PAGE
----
How to be a champion for tagless assets in your plant

Our company has been involved in numerous deployments where first-time mobile CMMS implementations were embraced by upper management and enthusiastically adopted by end users as well, because of the work of an internal champion that promoted new technology. The role of the internal champion cannot be understated.

06/12/2003


Our company has been involved in numerous deployments where first-time mobile CMMS implementations were embraced by upper management and enthusiastically adopted by end users as well, because of the work of an internal champion that promoted new technology.

The role of the internal champion cannot be understated. Few people have greater insight into process flaws and areas needing improvement than plant engineers and employees working in the trenches. Who better to recommend process changes that can increase performance or output, than someone who directly realizes the effect of introducing a new technology?

So how do you, the plant engineer, become a champion within your company? How do you convince the powers-that-be to invest in assets they cannot see? There are several key actions and positions that a successful champion can employ to lead his or her company through the challenges of implementing a new technology. Some are obvious, while others are subtle. But when used as a roadmap, all have been proven to work.

Know your organization

Address the processes currently in use. Identify where bottlenecks exist and how they can be improved with technology. Consider prior attempts to "fix" the problem and be prepared to explain why these attempts failed. Then explain how the new approach will address effectively the weaknesses in your current processes.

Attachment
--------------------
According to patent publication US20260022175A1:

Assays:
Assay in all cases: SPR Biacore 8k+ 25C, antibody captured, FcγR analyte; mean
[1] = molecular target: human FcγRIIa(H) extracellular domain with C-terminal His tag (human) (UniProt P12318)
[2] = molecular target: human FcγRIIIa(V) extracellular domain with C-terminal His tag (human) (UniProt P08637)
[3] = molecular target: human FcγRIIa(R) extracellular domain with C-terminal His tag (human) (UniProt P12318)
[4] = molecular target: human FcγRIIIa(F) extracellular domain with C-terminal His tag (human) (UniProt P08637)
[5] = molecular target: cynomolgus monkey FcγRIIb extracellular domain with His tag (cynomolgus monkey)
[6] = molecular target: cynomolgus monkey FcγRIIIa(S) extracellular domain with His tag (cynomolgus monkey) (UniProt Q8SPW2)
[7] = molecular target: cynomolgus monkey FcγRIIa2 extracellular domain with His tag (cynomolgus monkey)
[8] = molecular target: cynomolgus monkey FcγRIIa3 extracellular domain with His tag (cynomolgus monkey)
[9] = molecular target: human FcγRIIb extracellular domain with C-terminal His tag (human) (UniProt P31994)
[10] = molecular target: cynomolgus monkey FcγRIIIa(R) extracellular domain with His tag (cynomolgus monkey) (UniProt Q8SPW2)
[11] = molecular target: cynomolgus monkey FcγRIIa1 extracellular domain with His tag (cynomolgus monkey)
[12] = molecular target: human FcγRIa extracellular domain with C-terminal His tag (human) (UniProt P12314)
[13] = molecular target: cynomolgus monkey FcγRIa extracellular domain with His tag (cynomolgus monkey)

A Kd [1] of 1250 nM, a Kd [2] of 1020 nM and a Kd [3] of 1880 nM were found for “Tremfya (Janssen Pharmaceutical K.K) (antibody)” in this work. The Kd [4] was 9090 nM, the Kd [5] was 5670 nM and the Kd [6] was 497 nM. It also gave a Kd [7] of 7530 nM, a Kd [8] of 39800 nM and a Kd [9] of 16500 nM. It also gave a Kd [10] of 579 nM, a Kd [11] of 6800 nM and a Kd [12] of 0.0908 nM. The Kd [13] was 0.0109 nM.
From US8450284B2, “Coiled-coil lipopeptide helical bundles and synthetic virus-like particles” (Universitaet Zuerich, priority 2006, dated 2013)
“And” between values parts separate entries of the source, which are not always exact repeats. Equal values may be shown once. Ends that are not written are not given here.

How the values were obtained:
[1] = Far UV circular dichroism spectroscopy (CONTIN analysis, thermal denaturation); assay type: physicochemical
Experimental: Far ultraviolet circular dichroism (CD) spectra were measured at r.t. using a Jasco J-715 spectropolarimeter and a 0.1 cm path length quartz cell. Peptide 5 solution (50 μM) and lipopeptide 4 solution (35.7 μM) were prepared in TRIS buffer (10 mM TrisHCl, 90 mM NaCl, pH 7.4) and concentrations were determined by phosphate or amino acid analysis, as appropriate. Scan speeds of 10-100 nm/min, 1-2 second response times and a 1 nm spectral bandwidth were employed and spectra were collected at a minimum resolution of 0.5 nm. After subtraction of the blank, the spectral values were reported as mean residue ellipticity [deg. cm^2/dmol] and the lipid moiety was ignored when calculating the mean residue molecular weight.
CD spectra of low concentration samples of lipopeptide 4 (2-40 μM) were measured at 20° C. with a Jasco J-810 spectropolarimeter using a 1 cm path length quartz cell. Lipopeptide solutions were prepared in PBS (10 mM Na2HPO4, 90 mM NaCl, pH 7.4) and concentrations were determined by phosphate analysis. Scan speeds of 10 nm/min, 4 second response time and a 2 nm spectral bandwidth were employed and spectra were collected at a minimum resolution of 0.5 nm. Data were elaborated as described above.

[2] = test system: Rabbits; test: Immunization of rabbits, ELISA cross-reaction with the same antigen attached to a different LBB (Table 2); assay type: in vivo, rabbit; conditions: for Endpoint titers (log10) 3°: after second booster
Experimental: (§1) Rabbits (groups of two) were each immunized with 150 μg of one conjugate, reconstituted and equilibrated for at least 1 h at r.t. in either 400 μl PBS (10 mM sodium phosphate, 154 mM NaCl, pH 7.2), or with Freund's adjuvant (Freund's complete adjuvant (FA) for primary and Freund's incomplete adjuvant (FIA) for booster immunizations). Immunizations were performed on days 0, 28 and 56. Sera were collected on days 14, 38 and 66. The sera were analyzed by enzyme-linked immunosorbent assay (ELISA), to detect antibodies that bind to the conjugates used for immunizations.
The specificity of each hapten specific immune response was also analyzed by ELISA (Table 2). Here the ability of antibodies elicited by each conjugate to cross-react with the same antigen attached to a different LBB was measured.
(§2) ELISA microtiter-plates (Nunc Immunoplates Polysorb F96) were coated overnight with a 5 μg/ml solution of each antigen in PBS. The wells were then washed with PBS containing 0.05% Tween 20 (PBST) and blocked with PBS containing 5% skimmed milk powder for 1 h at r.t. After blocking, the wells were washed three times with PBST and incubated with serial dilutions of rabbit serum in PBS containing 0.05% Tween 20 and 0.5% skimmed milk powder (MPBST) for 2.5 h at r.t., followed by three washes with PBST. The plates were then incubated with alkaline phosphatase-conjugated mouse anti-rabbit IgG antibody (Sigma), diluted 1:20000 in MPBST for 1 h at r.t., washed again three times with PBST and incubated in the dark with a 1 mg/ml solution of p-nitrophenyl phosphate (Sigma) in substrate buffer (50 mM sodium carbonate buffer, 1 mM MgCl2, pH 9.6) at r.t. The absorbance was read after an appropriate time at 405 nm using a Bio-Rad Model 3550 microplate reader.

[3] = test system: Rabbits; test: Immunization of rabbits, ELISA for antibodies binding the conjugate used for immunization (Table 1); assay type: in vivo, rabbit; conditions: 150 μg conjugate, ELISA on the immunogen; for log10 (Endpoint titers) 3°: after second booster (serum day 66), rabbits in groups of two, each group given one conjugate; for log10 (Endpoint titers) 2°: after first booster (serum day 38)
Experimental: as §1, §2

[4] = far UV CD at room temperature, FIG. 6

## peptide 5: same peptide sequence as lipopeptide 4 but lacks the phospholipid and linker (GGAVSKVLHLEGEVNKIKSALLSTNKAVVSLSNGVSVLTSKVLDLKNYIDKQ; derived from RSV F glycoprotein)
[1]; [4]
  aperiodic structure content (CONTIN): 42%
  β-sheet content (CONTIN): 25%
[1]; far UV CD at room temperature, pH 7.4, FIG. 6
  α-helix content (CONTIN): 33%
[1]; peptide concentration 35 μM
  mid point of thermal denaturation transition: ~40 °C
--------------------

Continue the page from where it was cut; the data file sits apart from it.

As a champion, it is critical that you put yourself in the shoes of upper management. It is upper management that will not only be concerned with workflow improvements, but how the overall process will benefit the organization. Be prepared to present the benefits this technology will deliver to the entire organization — from employees on the front line, to the managerial level, and the organization as a whole. It's best to talk dollars when possible.

Profile your change proposal

Profile your change in a detailed proposal, emphasizing benefits and hard ROI. Think about your process and look for needed improvements. Create documents, graphs, and charts showing the current process or methodology. Clearly illustrate the existing pinch points, unnecessary costs, and inefficiencies. Then build corresponding charts that depict the new process or technology with improvements from your proposed solution. Include numbers for the existing process — labor, production delays, quality control, data entry, etc. Show hard dollar costs that can be eliminated (data entry personnel, call center staff, man hours) and be prepared to discuss soft dollar, or intangible benefits, as well. These intangible benefits include the value and overall improvements to your organization's efficiency over time or an increase in customer satisfaction.

Illustrate other successful implementations within your industry when possible. In an early technology market, proven numbers may not always be available, so you may have to be creative in illustrating ROI. For example, calculate man-hours saved, increases in wrench time, and obvious operating cost savings. Likewise, try not to highlight an increase in productivity as a single benefit. Instead, illustrate how more productivity eventually reduces the amount of overtime from 10% to 5%, and can eliminate the need for outsourcing. For regulated industries, consider the elimination of fines charged in the past for noncompliance, which would no longer be applicable because of new technology improvements. Ask your vendor for help here. Technology providers should be able to provide examples of the benefits their solution can deliver to your applications.